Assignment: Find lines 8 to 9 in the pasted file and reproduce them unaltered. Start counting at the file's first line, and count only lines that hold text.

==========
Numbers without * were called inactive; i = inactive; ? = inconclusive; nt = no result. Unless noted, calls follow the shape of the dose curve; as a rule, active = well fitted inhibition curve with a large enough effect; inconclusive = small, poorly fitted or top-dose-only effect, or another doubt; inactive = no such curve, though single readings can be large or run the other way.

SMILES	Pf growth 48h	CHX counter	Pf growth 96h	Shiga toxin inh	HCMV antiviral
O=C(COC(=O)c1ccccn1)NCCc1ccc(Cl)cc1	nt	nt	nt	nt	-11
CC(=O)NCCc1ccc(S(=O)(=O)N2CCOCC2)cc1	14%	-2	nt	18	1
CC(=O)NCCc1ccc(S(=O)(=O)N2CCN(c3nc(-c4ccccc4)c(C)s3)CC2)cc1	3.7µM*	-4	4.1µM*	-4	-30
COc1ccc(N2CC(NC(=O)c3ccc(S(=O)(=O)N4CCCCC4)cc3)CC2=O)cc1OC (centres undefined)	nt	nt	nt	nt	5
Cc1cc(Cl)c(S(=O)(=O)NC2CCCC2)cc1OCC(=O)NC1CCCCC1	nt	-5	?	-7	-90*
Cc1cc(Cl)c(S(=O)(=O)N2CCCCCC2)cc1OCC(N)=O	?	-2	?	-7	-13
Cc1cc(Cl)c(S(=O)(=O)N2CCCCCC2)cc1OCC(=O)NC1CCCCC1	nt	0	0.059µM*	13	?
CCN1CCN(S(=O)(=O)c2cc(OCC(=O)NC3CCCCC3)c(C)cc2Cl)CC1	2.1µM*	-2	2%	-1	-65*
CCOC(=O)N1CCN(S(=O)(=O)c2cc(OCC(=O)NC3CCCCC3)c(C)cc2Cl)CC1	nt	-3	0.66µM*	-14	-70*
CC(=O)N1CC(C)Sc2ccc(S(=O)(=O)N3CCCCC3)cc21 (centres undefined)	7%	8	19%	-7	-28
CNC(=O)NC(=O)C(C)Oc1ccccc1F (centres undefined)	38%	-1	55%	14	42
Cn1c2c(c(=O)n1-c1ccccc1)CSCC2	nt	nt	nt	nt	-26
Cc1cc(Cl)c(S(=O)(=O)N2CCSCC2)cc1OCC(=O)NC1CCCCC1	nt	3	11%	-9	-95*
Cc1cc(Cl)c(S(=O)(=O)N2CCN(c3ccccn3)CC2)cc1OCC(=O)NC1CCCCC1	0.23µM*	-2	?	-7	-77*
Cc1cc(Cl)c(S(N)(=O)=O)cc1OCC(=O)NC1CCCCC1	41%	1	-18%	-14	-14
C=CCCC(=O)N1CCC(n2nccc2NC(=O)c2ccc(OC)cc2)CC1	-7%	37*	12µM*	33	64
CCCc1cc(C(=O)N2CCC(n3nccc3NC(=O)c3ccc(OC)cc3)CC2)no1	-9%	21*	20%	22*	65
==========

Cc1cc(Cl)c(S(=O)(=O)N2CCCCCC2)cc1OCC(N)=O	?	-2	?	-7	-13
Cc1cc(Cl)c(S(=O)(=O)N2CCCCCC2)cc1OCC(=O)NC1CCCCC1	nt	0	0.059µM*	13	?